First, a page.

These were organised by the feminist campaign which we participate in, called the Left Feminist Front - and then others responded to that as well.
The leader of the national parliament has been forced to say that they don't want this law to pass. So there's huge opposition in the street and everywhere. It's possible the movement can defeat this law.
The CWI has had a big role in the major cities. We are at the front of the organisation of these demonstrations in São Paulo for example - a city of 16 million people - and we were the main force that organised the big women's protests.
We demand the end of this attack and we link it to other problems. We're building a demand for the law that can legislate for abortion and ban the criminalisation of abortion.
We link it to the other social struggles - to the fight against labour reform and pension reform and against the cuts. We clearly demand a working class feminism.
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"If this Tory parody of a government is so shambolic, so chronically divided, so utterly directionless, then why no astronomical Labour lead in the polls?" Owen Jones asked in the Guardian on 29 November.
He then remembered that in April, when May triggered the snap general election - partially because she and the Blairites hoped and expected that Jeremy Corbyn's Labour was facing electoral oblivion - a small Labour lead would have been seen in a positive light.
Owen Jones was one of those on the left who drew pessimistic conclusions about Corbyn's fortunes. Just six weeks before May announced her intention to call an election, Jones said "an agreement should be struck where he can stand down."
In contrast to Jeremy's fair-weather friends, the Socialist Party was confident Labour could push the Tories close to defeat - or better still out of power altogether - providing Corbyn fought on the radical programme his leadership campaign was based on in 2015. "If Corbyn fights on a clear socialist programme," we wrote on the day the election was called, including "for a Brexit in the interests of the working and middle class - he could win the general election."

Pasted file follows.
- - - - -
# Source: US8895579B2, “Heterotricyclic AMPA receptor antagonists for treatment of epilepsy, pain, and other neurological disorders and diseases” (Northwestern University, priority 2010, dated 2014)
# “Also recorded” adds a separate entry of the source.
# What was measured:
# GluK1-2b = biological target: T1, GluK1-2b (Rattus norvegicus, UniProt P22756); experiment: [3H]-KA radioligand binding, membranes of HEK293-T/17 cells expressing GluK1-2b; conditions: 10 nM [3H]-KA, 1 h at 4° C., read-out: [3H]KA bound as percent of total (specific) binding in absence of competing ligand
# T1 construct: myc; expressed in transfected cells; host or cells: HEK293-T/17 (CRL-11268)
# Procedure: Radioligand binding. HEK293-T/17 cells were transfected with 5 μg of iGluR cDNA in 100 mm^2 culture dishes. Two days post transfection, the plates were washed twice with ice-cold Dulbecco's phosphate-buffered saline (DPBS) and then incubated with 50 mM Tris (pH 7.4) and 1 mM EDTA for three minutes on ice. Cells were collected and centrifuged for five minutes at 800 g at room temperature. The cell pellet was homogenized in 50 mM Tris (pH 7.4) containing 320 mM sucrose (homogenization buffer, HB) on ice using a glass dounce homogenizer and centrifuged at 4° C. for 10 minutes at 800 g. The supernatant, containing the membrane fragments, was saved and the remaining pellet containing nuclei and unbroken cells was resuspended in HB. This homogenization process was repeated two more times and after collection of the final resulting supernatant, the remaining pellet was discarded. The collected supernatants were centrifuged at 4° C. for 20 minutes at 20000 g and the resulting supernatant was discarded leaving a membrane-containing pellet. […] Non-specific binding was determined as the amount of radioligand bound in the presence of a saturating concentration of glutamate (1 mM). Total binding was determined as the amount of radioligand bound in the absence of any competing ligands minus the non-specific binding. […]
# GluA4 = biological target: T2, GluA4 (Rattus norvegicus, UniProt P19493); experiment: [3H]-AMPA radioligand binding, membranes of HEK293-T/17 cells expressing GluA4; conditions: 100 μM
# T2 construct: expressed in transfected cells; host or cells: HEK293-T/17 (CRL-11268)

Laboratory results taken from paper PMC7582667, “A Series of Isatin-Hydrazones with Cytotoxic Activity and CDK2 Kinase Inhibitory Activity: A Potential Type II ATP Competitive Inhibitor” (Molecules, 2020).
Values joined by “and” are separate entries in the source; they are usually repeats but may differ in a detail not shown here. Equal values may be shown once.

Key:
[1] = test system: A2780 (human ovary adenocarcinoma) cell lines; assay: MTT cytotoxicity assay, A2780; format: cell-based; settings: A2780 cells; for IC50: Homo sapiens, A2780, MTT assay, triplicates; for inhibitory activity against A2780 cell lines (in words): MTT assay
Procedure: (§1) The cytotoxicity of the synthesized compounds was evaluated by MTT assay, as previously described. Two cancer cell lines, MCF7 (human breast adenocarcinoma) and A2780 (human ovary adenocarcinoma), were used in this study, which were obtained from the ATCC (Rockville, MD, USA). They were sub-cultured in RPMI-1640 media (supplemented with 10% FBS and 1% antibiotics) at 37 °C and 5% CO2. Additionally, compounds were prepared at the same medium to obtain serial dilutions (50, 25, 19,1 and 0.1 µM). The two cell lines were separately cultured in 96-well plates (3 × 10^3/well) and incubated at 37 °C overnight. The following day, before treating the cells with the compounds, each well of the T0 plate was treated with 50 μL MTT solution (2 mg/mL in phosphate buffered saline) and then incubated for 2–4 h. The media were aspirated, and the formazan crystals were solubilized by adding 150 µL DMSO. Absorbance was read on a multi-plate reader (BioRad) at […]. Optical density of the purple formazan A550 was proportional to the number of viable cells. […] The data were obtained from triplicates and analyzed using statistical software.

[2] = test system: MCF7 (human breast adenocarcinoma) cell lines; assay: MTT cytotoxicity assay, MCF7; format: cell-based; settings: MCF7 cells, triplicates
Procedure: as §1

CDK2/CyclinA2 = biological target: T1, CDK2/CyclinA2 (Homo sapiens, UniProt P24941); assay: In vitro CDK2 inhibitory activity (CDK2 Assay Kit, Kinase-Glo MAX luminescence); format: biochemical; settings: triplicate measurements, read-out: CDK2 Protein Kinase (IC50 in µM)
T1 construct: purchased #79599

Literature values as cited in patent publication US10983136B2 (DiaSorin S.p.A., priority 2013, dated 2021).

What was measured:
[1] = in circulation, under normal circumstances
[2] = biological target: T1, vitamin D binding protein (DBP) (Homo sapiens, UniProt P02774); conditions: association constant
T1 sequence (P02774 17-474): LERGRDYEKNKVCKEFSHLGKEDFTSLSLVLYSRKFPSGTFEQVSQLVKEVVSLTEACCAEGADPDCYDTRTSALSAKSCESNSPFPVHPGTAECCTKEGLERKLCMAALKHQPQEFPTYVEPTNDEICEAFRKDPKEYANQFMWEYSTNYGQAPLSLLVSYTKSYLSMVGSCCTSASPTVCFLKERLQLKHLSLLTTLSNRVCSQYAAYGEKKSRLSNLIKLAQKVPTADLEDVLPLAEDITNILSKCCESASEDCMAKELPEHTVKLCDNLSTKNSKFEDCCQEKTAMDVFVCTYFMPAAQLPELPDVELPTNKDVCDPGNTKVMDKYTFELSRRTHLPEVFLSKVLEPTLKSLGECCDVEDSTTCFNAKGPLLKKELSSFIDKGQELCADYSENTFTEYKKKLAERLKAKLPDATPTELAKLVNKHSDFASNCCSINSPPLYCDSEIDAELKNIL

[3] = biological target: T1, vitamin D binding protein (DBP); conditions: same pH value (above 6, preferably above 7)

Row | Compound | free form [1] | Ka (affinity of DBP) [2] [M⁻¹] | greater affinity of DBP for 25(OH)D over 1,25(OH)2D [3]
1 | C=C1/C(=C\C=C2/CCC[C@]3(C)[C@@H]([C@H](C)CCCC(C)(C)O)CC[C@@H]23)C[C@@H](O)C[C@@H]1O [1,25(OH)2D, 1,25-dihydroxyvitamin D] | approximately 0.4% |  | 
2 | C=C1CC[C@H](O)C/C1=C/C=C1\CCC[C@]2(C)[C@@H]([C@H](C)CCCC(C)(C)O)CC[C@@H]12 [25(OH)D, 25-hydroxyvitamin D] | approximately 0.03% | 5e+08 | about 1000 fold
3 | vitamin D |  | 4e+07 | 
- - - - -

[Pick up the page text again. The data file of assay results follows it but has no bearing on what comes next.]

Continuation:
As we predicted, after the launch of Labour's manifesto - and particularly the announcement of policies such as the abolition of tuition fees, a £10 an hour minimum wage, and renationalisation of railways and utilities - the election was transformed.
In the recent BBC documentary 'Labour - the Summer that Changed Everything', when asked by the sitting Blairite Labour MP for Brentford and Isleworth if they were voting Labour, one voter replied "yes, two votes for Corbyn," summarising the mood of millions.
The election result transformed the political situation, plunging the Tories into a crisis - or rather exposing their huge divisions, especially on Brexit.
It should have been, and still can be, the foundation for Labour to push ahead in the polls. But to see the task as merely waiting for the next scheduled election in 2022 is a mistake.
It risks demobilising those like the young people who not only voted for Corbyn, but in many cases mobilised to get the vote out as well.
The need for a radical programme of socialist policies must be linked to the need to mobilise all those opposed to the Tories and their austerity offensive, including fighting for free education, which could organise tens of thousands of young people into an irresistible movement for the Tories to go.